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Mt. Yudono, the Mountain of future, Love... and Death


Paper amulets used to purify oneself during Mt. Yudono's pilgrimage

You maybe have heard of Dewa Sanzan as being the mountains where one can accomplish the "journey of Rebirth" (umarekawari no tabi 生まれかわりの旅), each symbolizing the three "stages of life": present (Mt. Haguro), past (Mt. Gassan), and future (Mt. Yudono).


But Mt. Yudono becoming part of the Three Sacred Mountains of Dewa is quite a recent thing. Until Tenshô Period 天正時代 (1570-1592), the last mountain of Dewa Sanzan was Mt. Chôkai 鳥海山 (Sakata City 酒田市). And even before Mt. Chôkai, it was another mountain that caught pilgrims' heart: Mt. Hayama 葉山 (Okura Village 大蔵村). For geographical reasons, Mt. Chôkai was ditched for Mt. Yudono : it was closer to Gassan than Mt. Chôkai (there's around 100km between the two mountains, and it's not hard to imagine how inconvenient it was for pilgrims to go to each places back then). And the concept of "mountain of the future" didn't arrive before Mt. Yudono made it inside the three sacred mountains. So, where does this name come from?


Mt Haguro is a place that worships Kannon Bosatsu a Buddhist goddess of mercy who protects humans from disasters, difficult childbirths, and who raises people's fertility. For that reason, Mt. Haguro has always been seen as a "mountain of life": a mountain where one prays for its present happiness.

But Gassan and Yudono were always seen as "mountains of death". People would bury or spread their deceased ones' bones in the rocky part of Fudaraku's lands in Mt Gassan, and people would lit incense sticks and pray for their loved ones they lost in front of Mt. Yudono's hôzen 宝前 (a sort of donation box).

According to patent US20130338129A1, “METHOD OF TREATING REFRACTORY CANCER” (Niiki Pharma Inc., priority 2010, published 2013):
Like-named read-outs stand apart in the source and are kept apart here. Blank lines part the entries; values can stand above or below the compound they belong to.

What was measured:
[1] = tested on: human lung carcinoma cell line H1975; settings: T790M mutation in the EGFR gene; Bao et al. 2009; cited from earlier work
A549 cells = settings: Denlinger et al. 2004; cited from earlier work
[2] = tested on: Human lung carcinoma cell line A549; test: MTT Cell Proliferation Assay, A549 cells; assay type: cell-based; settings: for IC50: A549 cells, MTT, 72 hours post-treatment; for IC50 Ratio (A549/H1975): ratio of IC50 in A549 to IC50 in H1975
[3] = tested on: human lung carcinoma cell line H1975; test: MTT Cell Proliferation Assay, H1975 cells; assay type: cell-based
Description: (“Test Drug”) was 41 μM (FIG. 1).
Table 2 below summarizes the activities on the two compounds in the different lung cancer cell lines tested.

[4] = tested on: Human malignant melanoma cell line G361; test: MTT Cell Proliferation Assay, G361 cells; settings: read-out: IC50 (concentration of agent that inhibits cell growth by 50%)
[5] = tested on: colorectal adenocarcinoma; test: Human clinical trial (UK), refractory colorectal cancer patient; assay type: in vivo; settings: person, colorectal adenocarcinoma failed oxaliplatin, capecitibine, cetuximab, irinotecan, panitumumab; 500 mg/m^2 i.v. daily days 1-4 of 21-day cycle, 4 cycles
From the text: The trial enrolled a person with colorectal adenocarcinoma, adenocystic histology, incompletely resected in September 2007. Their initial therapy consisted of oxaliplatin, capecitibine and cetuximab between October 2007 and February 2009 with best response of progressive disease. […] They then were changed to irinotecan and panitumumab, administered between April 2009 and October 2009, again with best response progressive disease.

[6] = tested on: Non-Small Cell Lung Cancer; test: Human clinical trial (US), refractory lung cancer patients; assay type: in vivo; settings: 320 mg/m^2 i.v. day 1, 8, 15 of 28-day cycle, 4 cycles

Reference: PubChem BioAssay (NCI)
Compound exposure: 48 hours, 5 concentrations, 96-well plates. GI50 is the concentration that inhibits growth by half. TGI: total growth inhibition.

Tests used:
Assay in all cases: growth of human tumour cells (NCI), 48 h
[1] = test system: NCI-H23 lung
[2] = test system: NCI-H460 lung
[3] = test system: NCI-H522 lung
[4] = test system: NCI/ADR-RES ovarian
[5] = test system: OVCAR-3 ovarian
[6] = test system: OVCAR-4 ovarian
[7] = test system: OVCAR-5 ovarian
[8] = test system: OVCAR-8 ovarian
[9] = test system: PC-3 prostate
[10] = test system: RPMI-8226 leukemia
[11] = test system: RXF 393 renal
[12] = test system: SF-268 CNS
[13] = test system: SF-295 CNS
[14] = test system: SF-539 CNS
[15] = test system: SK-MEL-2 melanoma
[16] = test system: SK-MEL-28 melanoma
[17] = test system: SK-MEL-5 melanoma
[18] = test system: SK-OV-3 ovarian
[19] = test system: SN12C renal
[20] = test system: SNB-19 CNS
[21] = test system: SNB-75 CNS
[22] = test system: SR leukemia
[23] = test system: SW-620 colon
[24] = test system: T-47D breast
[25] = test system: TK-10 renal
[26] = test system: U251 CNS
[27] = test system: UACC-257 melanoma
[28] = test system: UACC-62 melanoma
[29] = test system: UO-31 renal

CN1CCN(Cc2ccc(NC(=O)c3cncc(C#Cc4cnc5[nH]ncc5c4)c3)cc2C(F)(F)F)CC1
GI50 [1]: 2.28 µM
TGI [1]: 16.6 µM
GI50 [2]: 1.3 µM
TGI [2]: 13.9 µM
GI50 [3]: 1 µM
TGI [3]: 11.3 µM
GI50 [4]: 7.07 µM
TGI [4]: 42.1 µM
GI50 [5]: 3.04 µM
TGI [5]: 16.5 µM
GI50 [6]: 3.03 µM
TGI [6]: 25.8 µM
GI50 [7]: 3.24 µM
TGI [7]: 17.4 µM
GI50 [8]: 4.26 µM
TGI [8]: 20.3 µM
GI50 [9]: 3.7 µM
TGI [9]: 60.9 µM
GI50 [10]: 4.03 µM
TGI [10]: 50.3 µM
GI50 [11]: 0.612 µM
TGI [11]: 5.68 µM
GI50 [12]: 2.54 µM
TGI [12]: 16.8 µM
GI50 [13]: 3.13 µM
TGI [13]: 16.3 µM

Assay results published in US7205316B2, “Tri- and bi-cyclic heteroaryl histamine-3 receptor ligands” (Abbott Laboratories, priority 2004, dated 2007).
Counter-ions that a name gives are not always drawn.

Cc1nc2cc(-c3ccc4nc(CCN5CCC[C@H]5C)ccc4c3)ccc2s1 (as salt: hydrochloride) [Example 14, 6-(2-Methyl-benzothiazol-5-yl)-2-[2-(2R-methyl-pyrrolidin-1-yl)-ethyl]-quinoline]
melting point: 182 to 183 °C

So what's the link with love? And future?


We can find the name "mountain of love" koi no yama 恋の山 in several Waka poems that talk about other mountains :

恋の山しげき小笹の露分て入そむるよりぬるる袖かな 【 源顕仲 、新勅撰和歌集】
恋の山入てくるしき道ぞとはふみそめてこそ思ひ知ぬれ 【有忠、新千載和歌集】
誰をかは恋の山辺の時鳥夢の枕にたびたびは鳴く 【家持、家持集】

Even though in those poems, the name of "mountain of love" (koi no yama 恋の山) actually comes from a metaphor between the difficulty of walking a mountain and the difficulties of love, in Mt. Yudono's case, the word "love" koi 恋 does not refer to a "passionate", "sexual" feeling that would exist in a couple, but it is about the genuine, pure love that binds parents to their children.

Mt. Yudono: the "mountain of love" , koi no yama 恋の山 is the sacred place where parents can mourn (koishitau 恋い慕う) their deceased children, and children can mourn their deceased parents any time, allowing their love to exist forever through prayers and faith.

Some authors argue this is where Mt. Yudono inherited its other name too: "the mountain of future" mirai no yama 未来の山, because on Mount Yudono, love still lives on for eternity. Today, and in the future. Forever.


Others tell that the name of "mountain of love" come from the old kanji for "love" koi 恋 = 戀 : which is made of the characters thread 糸 + saying 言 + thread 糸 + heart 心, the kanji would not mean "love" but literally: "a heart (faith) that seals sayings with threads", in other words, koi no yama 戀の山 is the mountain which spirituality should not be told to anybody ("should be tied"). That would also explain why Mt. Yudono is also called the Mountain "of which nobody should talk about nor ask about" kataru nakare, kiku nakare no yama 語るなかれ聞くなかれの山 (I stopped counting how many names Yudono had...)


But the romantic me prefers to believe the first explanation...

What do you think is the true one? Leave a comment below!


Sources:

畠山弘、「湯殿山と即身仏」、 爈 の会、2001. (p.19-21)

伊藤武、「出羽三山」、みちのく書房、1996 (p.62-64, p.247-248)


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